Collect your money when it’s due

Positive cashflow is the lifeblood of your business and if you don’t collect what you’re owed your business will fail

THRIVING businesses are good at collecting what they are owed. How you do this, of course, will depend on many factors, including the, the type of clients or contractors you work for, the conditions of contract under which you’ve contracted, your management systems and the skill and expertise of your people.

The main principles are more easily tackled when broken down and considered separately.

Choose who you work for
There are lots of factors to consider. But, just because someone wants to place an order with you, it does not necessarily follow that they will be ready, willing and able to pay you.
Nor can you rely on the apparent size of the customer. Not all large companies pay their debts on time and some national contractors are the worst payers of all, despite what some organisations would have us believe.

You can read more on that elsewhere in CFJ, and we will have some startling survey results to share with you next month.

Whether you get paid on time or not may come down to your relationship with individuals within an organisation, but be wary of an inherent culture of late payment.

As a minimum, you should check out potential clients with an online credit reference agency (we work with one of the best, so please get in touch if you need details). And, make enquiries from other specialist sub-contractors who have worked for them.

Ask how easy it is to agree interim applications, variations etc. and whether they’re prone to making reductions or set-offs.

Understand the conditions of contract
You must know and understand your entitlements before you can begin to enforce them. All too often I see situations where the specialist sub-contractor has only a vague notion of what the contract actually means in respect of payment.

I also see many situations where the specialist sub-contractor sets out payment terms in his quotation only to end up accepting some other terms when the contract is formed.

If you’re unsure about the contract terms regarding payment, take professional advice and don’t simply accept what the main contractor offers you.

Main contractors will often seek to impose onerous payment terms or tie you in to long payment periods. The fact of the matter is that main contractors will amend their terms if pushed hard/persuaded properly, and you can negotiate a better deal if you try.

Statutory protection
For many years now there has been some statutory protection in the form of the Housing Grants Construction and Regeneration Act 1996, as amended by the Local Democracy, Economic Development and Construction Act 2009.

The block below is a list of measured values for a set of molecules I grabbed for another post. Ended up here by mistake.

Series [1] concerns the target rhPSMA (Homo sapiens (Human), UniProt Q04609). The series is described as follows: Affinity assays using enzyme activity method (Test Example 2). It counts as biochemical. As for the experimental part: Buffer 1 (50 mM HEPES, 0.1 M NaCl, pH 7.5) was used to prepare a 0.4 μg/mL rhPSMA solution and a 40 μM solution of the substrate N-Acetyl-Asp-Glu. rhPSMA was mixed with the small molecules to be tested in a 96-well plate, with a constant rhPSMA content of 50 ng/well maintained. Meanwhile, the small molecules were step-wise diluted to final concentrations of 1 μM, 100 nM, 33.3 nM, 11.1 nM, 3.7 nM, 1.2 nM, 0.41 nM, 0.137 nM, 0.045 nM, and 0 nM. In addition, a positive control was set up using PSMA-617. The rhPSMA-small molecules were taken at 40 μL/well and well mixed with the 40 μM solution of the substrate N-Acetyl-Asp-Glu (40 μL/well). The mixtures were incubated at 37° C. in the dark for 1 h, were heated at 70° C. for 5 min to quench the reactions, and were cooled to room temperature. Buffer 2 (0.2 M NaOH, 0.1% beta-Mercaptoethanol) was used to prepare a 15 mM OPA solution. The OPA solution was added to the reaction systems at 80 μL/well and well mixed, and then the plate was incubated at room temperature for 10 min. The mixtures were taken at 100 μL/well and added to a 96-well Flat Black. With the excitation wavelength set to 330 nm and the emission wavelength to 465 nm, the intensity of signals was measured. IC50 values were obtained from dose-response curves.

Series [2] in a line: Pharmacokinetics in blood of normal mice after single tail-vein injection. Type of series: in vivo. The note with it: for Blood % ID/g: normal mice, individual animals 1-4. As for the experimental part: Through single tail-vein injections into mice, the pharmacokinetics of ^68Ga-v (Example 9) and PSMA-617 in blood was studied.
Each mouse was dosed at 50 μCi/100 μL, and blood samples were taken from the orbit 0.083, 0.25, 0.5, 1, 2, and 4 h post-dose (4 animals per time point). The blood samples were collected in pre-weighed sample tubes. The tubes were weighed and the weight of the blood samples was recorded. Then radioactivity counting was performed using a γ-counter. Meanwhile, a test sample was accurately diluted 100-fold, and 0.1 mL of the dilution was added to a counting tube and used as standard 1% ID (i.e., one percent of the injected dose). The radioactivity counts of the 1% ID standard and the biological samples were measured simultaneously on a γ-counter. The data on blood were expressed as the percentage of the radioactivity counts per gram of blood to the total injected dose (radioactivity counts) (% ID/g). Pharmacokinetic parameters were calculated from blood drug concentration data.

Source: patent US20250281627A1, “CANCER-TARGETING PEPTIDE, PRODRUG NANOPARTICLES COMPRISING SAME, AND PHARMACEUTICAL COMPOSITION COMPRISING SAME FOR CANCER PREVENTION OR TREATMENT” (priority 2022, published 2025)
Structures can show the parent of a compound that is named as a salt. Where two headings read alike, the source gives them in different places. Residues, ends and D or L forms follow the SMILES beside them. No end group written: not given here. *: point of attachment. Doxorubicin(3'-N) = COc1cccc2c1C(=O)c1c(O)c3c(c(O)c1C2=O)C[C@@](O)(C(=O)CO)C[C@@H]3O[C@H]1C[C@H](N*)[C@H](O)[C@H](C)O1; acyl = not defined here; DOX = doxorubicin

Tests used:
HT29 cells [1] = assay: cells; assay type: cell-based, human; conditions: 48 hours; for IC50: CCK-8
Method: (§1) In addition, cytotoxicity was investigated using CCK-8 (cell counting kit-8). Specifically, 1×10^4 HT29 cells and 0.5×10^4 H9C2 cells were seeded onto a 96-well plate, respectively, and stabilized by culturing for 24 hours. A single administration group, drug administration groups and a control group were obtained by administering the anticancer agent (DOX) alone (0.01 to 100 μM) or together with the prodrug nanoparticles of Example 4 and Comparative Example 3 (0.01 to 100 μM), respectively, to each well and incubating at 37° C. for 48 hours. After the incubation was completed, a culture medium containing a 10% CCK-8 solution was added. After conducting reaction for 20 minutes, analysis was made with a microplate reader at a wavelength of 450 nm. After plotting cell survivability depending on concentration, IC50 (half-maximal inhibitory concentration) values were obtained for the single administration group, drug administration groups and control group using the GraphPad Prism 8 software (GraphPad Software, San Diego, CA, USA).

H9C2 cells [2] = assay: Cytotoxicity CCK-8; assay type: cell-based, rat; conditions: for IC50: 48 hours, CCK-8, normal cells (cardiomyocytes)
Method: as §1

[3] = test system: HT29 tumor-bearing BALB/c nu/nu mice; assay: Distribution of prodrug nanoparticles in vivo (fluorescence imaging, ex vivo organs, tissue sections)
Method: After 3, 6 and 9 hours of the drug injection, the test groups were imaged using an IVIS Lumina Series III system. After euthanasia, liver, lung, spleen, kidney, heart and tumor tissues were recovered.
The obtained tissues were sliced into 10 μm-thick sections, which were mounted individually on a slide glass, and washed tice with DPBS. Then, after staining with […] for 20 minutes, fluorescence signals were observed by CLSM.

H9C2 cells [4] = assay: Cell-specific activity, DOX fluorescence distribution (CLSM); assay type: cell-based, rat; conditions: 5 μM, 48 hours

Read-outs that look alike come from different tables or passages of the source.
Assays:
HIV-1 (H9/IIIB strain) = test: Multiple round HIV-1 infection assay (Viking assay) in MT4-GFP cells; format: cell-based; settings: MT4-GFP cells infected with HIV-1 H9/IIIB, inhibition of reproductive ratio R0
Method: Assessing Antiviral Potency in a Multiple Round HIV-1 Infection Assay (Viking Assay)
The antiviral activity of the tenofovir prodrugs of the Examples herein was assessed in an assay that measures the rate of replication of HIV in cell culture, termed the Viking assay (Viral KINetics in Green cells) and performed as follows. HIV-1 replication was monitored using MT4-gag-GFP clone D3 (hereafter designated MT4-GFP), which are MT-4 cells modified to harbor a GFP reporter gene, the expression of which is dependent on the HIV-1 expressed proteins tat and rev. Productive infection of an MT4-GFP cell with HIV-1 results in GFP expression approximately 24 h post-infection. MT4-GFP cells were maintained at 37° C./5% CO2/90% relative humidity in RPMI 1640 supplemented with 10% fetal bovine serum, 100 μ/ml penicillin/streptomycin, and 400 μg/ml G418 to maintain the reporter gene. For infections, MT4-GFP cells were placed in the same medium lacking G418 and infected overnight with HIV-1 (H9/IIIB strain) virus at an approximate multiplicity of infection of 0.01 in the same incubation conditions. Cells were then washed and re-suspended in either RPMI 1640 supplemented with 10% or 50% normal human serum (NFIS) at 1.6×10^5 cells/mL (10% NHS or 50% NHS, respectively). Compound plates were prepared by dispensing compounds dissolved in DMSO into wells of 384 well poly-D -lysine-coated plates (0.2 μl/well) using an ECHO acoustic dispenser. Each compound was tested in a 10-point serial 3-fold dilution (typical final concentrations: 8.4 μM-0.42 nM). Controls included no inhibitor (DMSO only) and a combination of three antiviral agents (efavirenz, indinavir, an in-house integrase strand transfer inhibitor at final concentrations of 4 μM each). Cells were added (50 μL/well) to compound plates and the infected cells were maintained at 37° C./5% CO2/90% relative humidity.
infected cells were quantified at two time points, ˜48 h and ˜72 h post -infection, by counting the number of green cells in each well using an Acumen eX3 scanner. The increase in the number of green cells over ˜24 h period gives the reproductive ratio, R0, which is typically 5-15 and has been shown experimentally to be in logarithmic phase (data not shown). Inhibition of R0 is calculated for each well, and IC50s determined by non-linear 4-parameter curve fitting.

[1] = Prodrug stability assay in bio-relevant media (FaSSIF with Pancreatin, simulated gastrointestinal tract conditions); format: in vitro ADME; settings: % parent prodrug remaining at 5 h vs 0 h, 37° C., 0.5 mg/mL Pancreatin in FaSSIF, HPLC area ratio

Don’t be put off by its name, the Construction Act as it’s known, covers most contracts CFJ readers will enter into.

When the Act applies there are some fundamentals that must be included in the contract, which generally speaking are to your advantage. If the contract doesn’t contain compliant provisions then terms from the scheme for construction contracts will be implied into the agreement.

This is often very useful against main contractors who don’t understand their obligations under the HGCRA, or who’ve deliberately tried to sidestep them.

Effective management systems
Whatever the size of the system it needs to be effective. Take an objective look at your system. Be honest, is it as good as it could be?

One of the worst problems I regularly come across in both large and small organisations is that of accounts departments speaking to accounts departments. This might work fine in some industries and it might work fine most of the time, but it can be a recipe for frustration and delay.

In most main contractor’s organisations the person who determines what’s paid and when is the quantity surveyor.

The accounts department usually only pay what they are told to pay. Your accounts department can speak to their accounts department until the cows come home but it won’t get you anywhere unless their quantity surveyor releases payment.

The net result will be frustration for you when your accounts people report what the quantity surveyor said and a big smile on the face of the main contractor who gets to keep your money for a little while longer.

Summing it all up
The main points to take away about getting paid are;

  • Be careful who you work for, and check them out first
  • Understand the payment terms and negotiate a better deal if you can
  • Don’t leave it all to your accounts department
  • Take advice and action when you need to, and sooner rather than later

Barry Ashmore
Barry is MD and co-founder of StreetwiseSubbie.com which provides business solutions for Specialist Contractors throughout the UK
01773 712116
info@streetwisesubbie.com
www.streetwisesubbie.com